Google recently created quite a stir when it introduced its new operating system (OS), Chrome OS. Here’s how Google describes its new OS:
Speed, simplicity and security are the key aspects of Google Chrome OS. We’re designing the OS to be fast and lightweight, to start up and get you onto the web in a few seconds.
My take: Will Chrome OS destroy Microsoft? No. Will Chrome shake up the PC market? Yes; especially when it comes to customer experience. Here are a few lessons that Microsoft and others can learn from Google’s announcement:
- Ultrasimplicity is powerful. Most companies compete by adding features to their products. As a result, offerings (like PC operating systems) get bloated beyond the needs of large segments of customers. That’s why there are many opportunities for radically simplified offerings. This approach, which I call Ultrasimplicity, is one of five disruptive customer experience strategies.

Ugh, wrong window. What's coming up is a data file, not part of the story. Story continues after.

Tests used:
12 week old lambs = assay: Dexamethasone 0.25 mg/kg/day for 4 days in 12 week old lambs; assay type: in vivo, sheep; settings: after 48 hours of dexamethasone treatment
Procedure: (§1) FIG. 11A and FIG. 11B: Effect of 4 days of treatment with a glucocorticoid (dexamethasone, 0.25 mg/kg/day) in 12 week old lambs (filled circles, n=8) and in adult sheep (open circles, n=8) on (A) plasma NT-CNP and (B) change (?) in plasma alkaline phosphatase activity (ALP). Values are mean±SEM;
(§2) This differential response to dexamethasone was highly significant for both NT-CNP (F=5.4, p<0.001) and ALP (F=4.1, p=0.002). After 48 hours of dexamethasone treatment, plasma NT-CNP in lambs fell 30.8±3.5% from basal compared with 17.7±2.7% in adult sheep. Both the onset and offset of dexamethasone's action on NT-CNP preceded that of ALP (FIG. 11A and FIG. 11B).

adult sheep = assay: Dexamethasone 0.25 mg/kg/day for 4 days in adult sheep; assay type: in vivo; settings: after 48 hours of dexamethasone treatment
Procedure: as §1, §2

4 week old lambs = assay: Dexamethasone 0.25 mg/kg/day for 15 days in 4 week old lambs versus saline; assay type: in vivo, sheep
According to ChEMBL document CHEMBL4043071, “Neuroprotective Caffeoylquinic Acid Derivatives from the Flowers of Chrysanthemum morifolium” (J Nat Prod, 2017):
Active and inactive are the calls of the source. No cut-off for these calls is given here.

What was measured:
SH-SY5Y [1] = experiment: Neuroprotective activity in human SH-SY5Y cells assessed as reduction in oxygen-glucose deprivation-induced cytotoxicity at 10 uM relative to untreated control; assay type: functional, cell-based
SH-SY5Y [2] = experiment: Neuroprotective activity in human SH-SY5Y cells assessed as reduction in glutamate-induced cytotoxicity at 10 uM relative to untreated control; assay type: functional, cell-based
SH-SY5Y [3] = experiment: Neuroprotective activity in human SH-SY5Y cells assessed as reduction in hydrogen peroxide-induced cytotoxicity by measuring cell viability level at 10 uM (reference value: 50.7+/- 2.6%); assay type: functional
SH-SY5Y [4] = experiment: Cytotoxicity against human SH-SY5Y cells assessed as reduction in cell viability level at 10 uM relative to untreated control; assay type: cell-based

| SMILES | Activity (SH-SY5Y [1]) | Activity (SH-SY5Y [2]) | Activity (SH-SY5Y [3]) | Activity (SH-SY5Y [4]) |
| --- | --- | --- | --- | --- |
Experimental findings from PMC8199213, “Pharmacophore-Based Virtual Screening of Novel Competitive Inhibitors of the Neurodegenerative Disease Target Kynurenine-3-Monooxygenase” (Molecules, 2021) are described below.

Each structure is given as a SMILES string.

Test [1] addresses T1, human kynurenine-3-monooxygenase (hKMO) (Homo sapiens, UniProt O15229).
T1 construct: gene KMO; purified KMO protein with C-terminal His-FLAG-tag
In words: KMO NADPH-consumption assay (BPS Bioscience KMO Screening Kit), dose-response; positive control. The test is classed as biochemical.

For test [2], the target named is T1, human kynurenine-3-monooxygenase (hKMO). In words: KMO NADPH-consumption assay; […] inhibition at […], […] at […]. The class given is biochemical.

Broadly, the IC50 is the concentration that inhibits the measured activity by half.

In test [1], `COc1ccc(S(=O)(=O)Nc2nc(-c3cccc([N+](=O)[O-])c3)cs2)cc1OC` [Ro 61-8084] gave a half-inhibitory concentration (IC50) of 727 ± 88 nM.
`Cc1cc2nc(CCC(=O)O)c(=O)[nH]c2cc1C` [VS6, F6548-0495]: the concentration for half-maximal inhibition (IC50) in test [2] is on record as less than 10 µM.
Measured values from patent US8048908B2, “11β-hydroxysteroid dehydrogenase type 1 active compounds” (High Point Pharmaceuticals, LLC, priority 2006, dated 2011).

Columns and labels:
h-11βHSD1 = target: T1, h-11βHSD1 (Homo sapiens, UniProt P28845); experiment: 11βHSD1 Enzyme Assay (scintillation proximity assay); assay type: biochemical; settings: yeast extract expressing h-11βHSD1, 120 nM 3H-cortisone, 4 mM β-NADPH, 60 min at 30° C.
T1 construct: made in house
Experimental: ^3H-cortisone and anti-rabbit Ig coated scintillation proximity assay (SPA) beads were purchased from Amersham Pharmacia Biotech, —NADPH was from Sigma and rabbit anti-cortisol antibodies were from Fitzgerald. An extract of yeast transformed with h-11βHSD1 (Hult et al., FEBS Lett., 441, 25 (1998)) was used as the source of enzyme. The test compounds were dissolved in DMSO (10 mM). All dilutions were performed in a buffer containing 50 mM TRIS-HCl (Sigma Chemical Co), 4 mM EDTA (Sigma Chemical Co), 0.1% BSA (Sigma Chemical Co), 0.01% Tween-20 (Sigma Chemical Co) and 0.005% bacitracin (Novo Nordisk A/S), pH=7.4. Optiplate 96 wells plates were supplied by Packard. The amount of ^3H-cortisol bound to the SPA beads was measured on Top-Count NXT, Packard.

- PCs are just about passé. The world of large desktop and laptop PCs is past its prime. Computing will increasingly happen on smaller, networked devices like iPhones, Kindles, and netbooks. These portable computing devices will need to be designed like fashion accessories and provide near immediate access to functionality.
- Unmet customer needs are gold. Companies should assume that they aren’t meeting customer needs. With this perspective, firms will continuously hunt for those unmet needs and actively cannibalize their existing products before their competitors do. That’s why one of the principles of Experience-Based Differentiation is Obsess about customer needs, not product features.
The bottom line: Chrome OS will refocus the “computer industry” on customer experience